Biomass Burner Dries Grain Faster, Cheaper

BioDryAir from Triple Green Products burns biomass to reduce grain-drying costs by up to 80 percent over natural gas or propane. Hot, dry clean air is piped into a conventional drier; no heat exchanger is needed. Even better for Canadian readers of FARM SHOW, a government program currently covers half the cost of BioDryAir systems.

"The Agricultural Clean Technology Act (ACT) can be used for a new energy-efficient grain dryer or for retrofitting an existing dryer with an energy-efficient system like BioDryAir," says Lyall Wiebe, Triple Green.

While a similar program is not available in the U.S., the carbon-neutral BioDryAir systems may impact farm income as carbon markets develop. However, the ROI with the systems should be enough for most farmers to consider the burners.

"The typical ROI on a system is between two and five years, but we've had systems pay for themselves in one year," says Wiebe. "As gas prices climb, the ROI improves."

Unlike propane combustion that creates water vapor as the propane burns, biomass combustion in the BioDryAir system produces only dry heat. This enhanced efficiency creates a rapid ROI when switching from propane.

BioDryAir systems can produce from 5 to 30 million Btu depending on the unit's size. For even larger heat output, they can be stacked as needed, explains Wiebe.

One of the attractive features of the BioDryAir systems is that they can be installed as a parallel heat source on an existing dryer. The operator simply switches the hot air input from the gas-fired burner to the biomass system or back as needed.

"If a customer runs out of biomass fuel near the end of the drying season, they can easily switch back to a gas-fired burner," says Wiebe.

The BioDryAir system was adapted to grain dryers from technology in use for more than 20 years in the aggregate industry and municipal heating systems. Wiebe says installation prices vary by size, location and various other factors.

"We use under-the-fire and over-the-fire air flows to burn the biomass plus all the released gasses," explains Wiebe. "The dual burns at 1,800 degrees and leaves no smoke or particulates in the hot air."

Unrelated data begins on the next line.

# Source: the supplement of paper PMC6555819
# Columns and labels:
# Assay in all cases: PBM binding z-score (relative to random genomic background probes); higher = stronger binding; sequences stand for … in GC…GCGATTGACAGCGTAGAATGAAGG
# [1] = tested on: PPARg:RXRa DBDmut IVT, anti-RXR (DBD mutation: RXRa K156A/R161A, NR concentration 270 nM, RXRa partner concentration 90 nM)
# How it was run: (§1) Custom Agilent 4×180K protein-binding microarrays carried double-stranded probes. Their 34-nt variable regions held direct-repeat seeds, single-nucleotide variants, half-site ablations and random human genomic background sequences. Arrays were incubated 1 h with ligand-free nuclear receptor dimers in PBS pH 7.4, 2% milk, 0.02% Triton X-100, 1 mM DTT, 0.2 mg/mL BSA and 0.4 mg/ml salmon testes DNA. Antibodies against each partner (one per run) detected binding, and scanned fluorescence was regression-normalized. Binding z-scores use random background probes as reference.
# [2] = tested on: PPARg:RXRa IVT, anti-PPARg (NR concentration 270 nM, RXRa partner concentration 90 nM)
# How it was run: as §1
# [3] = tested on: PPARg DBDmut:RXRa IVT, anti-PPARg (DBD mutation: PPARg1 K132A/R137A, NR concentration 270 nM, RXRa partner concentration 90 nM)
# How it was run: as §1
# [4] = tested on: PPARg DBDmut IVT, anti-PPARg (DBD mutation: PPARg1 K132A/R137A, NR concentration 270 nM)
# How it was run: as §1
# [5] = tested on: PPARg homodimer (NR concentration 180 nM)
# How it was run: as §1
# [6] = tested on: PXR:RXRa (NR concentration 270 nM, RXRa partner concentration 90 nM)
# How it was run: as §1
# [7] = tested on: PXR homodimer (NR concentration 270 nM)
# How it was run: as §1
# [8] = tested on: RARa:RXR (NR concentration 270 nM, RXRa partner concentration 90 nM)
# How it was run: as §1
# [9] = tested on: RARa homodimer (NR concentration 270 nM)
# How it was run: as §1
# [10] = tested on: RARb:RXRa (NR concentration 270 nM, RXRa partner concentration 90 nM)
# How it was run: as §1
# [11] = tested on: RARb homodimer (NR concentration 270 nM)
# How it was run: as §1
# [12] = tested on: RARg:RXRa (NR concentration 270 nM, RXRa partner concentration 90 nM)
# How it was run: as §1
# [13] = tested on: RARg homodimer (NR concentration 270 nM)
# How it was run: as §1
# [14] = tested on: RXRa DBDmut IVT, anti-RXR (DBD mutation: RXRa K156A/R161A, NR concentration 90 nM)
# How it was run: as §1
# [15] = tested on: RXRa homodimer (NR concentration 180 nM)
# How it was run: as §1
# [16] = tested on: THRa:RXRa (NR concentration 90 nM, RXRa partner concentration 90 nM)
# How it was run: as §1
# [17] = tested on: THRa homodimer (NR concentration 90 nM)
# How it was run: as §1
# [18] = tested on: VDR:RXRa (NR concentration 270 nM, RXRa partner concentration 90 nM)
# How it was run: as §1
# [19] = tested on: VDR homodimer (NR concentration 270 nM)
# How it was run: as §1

The complete burn is effective with all types of biomass, from wood chips and pellets to corn stover, oat hulls and even highly acidic materials. "We have systems burning very acidic miscanthus grass and chicken litter, and they've been doing it for years," says Wiebe.

The stoker system/burn chamber is designed for longevity and efficiency. The burn chamber is 1/4-in. steel lined with 6 in. of insulation, which is in turn lined with 6 in. of refractory material designed to withstand the high temperatures. The stoker is a rotating chain bed composed of 1/5-in. thick, 2-in. wide and 6-in. long steel links. It provides 1/8-in. gaps for the under-the-fire air to be forced up and through the burning biomass. Material is pushed onto the chain bed by a multi-screw system.

"We have district heating systems that have run for 20 years and shut down for maintenance for only one day a year," says Wiebe. "A farmer using the same basic system for a few weeks a year should be able to pass it down to his children and grandchildren."

In fact, the heating system should outlast multiple drying systems. Installed on an existing dryer, it can replace an outdated gas-fueled heating system. 

"Grain dryers have to meet certain standards to operate, and at some point, they no longer pass inspection," says Wiebe. "Our system can be used with a dryer that no longer meets gas-fired inspection criteria."

Contact:  FARM SHOW Followup, Triple Green Products, Box 119, R.R.1, Morris, Manitoba  Canada R0G 1K0 (ph 204-746-6333; toll free 855-373-2378; info@triplegreenproducts.com; www.triplegreenproducts.com).